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Analysis

October’s march changed Brexit landscape. Bring on March 23!

by Luke Lythgoe | 22.02.2019

The “Put It To The People” march in London on March 23 will be another massive chance for people to demand that MPs end the Brexit impasse and hand the final decision on Brexit back to voters. With the stars aligning, the time’s definitely ripe for another big push. And for anyone who thinks the 700,000 people who marched last year didn’t change anything, here’s how it boosted the campaign for People’s Vote.

A People’s Vote can no longer be ignored

The October march catapulted a People’s Vote into the political mainstream. Just two days after the march, Theresa May was forced for the first time to tackle a People’s Vote head on in the Commons. By November her “my deal or no deal” mantra had transformed to “my deal, no deal or no Brexit” – an important recognition from the prime minister that Brexit was not inevitable. Since then, a People’s Vote has been seen as a frontrunner among the possible Brexit outcomes.

Ministers resigned to back a People’s Vote

In November two ministers – Jo Johnson and Sam Gyimah – quit to support the campaign. The momentum behind a People’s Vote played a big part.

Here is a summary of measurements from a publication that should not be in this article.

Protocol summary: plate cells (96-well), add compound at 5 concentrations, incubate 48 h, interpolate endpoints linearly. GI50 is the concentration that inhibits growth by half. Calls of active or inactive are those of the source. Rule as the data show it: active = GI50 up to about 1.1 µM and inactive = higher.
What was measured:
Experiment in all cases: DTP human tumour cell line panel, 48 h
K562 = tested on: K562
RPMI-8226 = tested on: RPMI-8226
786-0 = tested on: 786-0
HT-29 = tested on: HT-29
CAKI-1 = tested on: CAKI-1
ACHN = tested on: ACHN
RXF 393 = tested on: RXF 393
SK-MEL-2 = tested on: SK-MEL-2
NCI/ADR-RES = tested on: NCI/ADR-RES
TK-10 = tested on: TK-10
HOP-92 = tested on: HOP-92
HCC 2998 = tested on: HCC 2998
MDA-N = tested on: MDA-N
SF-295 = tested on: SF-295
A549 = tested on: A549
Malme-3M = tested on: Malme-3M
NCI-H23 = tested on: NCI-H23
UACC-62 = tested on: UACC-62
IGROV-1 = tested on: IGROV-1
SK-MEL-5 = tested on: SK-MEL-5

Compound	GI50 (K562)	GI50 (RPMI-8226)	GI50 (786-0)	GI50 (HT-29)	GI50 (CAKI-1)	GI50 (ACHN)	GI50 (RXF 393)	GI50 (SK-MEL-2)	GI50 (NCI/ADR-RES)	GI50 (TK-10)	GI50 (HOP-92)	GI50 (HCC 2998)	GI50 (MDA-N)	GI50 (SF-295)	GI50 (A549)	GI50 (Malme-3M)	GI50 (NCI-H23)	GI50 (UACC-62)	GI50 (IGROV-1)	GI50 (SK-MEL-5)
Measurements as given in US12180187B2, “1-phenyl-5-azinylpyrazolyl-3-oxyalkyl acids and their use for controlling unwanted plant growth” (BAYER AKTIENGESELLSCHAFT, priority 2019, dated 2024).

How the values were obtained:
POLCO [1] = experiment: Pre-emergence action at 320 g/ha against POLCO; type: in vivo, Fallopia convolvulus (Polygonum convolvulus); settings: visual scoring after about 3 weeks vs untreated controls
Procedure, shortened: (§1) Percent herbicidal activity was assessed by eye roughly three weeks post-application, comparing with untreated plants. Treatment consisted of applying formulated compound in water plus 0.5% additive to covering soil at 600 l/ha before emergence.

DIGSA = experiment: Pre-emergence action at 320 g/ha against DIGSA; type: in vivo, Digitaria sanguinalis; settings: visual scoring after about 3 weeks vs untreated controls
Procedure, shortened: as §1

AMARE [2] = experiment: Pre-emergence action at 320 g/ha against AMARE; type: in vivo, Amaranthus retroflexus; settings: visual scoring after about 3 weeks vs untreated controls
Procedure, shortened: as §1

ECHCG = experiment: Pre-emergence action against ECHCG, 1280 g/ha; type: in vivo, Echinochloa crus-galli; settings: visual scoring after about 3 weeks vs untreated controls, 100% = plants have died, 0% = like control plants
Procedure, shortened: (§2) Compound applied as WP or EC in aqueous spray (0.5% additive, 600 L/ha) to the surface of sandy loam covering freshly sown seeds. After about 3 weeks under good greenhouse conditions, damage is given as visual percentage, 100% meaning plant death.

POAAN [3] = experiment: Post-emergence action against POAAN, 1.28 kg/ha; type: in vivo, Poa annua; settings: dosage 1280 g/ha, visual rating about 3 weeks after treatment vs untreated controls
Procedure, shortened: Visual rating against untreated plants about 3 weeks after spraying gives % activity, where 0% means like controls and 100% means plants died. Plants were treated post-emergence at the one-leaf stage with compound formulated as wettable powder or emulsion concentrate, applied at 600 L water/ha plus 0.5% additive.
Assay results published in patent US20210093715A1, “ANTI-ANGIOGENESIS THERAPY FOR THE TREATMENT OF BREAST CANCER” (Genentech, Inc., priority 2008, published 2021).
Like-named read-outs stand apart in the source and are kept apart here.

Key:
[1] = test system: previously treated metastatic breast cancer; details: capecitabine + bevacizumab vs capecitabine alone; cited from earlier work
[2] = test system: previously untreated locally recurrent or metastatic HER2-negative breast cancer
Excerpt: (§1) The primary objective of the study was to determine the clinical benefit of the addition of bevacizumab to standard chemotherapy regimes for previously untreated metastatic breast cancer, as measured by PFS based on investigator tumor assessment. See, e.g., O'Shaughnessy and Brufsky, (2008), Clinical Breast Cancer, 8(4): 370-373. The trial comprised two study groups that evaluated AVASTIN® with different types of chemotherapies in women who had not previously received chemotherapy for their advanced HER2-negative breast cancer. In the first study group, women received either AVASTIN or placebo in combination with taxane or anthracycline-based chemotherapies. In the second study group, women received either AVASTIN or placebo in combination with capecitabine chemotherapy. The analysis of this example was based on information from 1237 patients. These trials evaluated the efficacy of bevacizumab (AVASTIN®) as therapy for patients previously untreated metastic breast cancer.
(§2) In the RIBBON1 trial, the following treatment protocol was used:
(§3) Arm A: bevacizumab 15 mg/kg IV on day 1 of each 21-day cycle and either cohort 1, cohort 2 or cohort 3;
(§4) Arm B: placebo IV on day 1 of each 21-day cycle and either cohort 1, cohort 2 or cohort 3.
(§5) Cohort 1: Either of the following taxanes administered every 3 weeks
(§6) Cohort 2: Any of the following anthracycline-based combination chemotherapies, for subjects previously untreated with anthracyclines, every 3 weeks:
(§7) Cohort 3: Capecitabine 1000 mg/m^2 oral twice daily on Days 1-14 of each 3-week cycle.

Join us at the  

  March 23rd | Noon | Park Lane, London  

May’s deal was defeated

MPs rejected the prime minister’s deal last month by a historic 230-vote margin. It’s a miserable deal which damages the economy – and turns us into a rule-taker. It is also a blindfold Brexit. We won’t know what we’re getting until years after we’ve left. And it will mean years more political infighting. Some MPs might nevertheless be tempted to support the deal to avoid the risk of crashing out with “no deal” at all – were it not for the fact that the public has helped put a third option on the table: a People’s Vote.

Labour moving closer to a public vote

Labour agreed its Brexit strategy before last October’s march: to try for a general election and, failing that, “support all options remaining on the table, including campaigning for a public vote”. But the demonstration of people power is one factor that has kept the party moving forward.

A vote of no confidence in the government, which could have triggered a general election, has already failed. Jeremy Corbyn has now sketched out his own Brexit proposal, and this is expected to be put to a vote next week. Assuming there won’t be the numbers in Parliament for Corbyn’s plan, and that pressure from within his party continues to grow, Labour could even be campaigning for a new referendum come March 23.

Parliament is deadlocked. And it’s no accident why. The government can’t produce a Brexit deal that matches the promises of 2016 or is as good as our current deal in the EU. So MPs must put it back to the people. Sign up to join the march – and get your family and friends to come along too!

Edited by Hugo Dixon